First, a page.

Marie-José Tassignon MD, PhD, FEBO, of the University of Antwerp, Belgium, the inventor of the BIL technique, said that a toric version was a logical evolution given that the original lens has shown excellent long-term protection against posterior capsule opacification and very good rotational stability. The toric lens used by Prof Tassignon has the cylindrical correction located on the anterior side of the lens optic and the calculation method has been adapted for one-sided implantation anteriorly. The IOL is centred based on the patient’s pupillary entrance using Purkinje reflexes of the surgical microscope light.

A recent prospective study of 52 eyes with corneal astigmatism ranging from 0.90 to 6.19 dioptres found that the lens delivered excellent refractive outcomes with minimal rotation of the lens six months after surgery.

“Implantation of the spherotoric IOL using the BIL technique gave excellent clinical results and was beneficial in eyes with up to 15 degrees of irregular astigmatism,” said Prof Tassignon, noting that 5.2 per cent of eyes in the study had irregular astigmatism of that degree.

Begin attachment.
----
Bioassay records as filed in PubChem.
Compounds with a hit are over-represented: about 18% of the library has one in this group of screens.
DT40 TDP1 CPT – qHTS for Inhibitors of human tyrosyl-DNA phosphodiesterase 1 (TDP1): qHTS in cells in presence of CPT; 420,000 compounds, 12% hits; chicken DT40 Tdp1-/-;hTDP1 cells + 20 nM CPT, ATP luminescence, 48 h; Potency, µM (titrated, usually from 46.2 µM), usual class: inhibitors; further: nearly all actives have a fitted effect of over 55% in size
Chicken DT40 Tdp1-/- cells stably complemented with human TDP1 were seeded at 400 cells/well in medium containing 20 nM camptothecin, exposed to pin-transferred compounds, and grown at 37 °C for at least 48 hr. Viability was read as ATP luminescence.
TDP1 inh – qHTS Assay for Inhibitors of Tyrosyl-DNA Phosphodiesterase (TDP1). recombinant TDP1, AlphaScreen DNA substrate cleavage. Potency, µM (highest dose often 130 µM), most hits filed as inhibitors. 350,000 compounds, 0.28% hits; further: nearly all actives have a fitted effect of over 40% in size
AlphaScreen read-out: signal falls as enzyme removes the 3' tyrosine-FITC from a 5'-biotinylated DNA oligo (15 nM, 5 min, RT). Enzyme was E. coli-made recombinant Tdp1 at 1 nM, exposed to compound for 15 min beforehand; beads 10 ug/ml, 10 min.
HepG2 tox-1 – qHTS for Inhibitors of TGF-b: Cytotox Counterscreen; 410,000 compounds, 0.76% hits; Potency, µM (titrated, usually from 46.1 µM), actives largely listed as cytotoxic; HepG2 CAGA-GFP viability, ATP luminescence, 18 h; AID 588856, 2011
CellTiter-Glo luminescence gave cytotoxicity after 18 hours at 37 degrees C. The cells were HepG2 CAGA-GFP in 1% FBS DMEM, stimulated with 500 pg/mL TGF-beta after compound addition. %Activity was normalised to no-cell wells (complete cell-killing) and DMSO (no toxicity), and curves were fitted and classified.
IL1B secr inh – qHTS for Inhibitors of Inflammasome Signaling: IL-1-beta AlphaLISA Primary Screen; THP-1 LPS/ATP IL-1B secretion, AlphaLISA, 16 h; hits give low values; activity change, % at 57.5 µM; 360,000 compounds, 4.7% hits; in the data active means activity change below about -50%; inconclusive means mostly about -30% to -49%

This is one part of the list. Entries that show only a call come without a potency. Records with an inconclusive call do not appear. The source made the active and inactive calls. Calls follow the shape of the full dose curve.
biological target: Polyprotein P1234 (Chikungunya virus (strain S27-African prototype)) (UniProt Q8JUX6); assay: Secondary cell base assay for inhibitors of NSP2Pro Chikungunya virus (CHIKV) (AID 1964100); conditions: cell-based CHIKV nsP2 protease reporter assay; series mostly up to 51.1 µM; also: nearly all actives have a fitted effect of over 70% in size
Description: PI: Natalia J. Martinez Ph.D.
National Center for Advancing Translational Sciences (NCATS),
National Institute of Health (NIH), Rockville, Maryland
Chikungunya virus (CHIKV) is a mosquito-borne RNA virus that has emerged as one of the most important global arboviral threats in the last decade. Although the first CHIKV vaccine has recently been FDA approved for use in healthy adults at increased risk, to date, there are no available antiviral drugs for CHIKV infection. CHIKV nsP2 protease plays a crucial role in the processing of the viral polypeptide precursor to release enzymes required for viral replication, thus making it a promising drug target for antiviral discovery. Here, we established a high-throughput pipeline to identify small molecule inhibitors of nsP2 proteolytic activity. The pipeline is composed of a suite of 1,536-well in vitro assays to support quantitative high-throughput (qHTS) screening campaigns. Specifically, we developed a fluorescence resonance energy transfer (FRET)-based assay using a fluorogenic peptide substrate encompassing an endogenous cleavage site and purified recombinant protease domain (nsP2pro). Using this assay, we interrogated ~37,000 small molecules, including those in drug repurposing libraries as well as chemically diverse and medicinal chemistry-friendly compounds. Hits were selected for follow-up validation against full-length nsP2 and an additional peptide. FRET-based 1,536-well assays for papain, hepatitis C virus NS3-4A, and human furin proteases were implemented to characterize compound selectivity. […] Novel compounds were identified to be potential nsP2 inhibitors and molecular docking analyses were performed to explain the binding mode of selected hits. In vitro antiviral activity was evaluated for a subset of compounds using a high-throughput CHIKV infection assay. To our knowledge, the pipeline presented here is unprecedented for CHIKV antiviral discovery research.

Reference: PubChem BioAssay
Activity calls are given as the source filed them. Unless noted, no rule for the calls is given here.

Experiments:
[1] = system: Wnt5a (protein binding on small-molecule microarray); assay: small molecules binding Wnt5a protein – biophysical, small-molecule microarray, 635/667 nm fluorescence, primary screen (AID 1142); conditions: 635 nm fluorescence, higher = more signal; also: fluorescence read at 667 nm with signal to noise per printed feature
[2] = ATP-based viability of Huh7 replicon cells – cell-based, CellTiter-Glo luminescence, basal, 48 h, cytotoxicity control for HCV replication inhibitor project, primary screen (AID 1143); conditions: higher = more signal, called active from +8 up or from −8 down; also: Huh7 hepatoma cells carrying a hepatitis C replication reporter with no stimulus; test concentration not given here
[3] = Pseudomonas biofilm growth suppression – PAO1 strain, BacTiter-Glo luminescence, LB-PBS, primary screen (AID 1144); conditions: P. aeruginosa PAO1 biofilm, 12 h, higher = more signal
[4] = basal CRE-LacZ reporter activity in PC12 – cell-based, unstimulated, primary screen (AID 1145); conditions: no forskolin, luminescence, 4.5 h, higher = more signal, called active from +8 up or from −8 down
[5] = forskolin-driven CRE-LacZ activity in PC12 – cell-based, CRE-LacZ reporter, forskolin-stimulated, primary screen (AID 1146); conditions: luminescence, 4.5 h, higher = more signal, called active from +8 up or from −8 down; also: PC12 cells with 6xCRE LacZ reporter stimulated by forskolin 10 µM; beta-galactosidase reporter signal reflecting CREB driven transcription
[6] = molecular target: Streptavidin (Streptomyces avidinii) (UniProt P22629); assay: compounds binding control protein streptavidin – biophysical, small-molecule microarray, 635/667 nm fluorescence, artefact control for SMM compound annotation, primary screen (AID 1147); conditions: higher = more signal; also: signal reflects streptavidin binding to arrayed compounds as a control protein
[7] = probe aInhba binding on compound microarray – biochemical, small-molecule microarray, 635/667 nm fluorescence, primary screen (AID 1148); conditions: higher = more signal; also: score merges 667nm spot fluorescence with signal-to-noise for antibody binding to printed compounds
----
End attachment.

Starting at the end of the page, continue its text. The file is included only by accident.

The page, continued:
“Implantation of the BIL IOL in eyes with irregular corneal astigmatism up to 10 degrees gave excellent results, but patients with a higher degree of astigmatism irregularity should be informed that the outcomes may be less predictable. However, the BIL IOL can be easily rotated in a secondary surgery without the surgeon having to deal with haptics embedded in fibrotic proliferative capsule tissue,” she added.

INNOVATIONS AHEAD

While much progress has been made in recent years in IOL design and materials, Dr Findl sees further developments in the pipeline that will help to improve toric outcomes even more.

“To come in the future, we will see corneal back-surface curvature measurements which is especially relevant for toric lenses. Also predicting IOL position according to the lens shape is something we are working on, because this may help us much more than the current central scan with two peaks. If we know the entire shape of the crystalline lens that may give a better estimate of where the equator is and where the IOL will be positioned. Finally, we will see our diagnostic devices incorporating ray tracing to enable us to get away from all these power calculation formulae that are based on old-generation ultrasound techniques,” he said.

 

Oliver Findl: oliver@findl.at

Jesper Hjortdal: jesper.hjortdal@clin.au.dk

Stephen Slade: sgs@visiontexas.com

Marie-José Tassignon:
marie-jose.tassignon@uza.be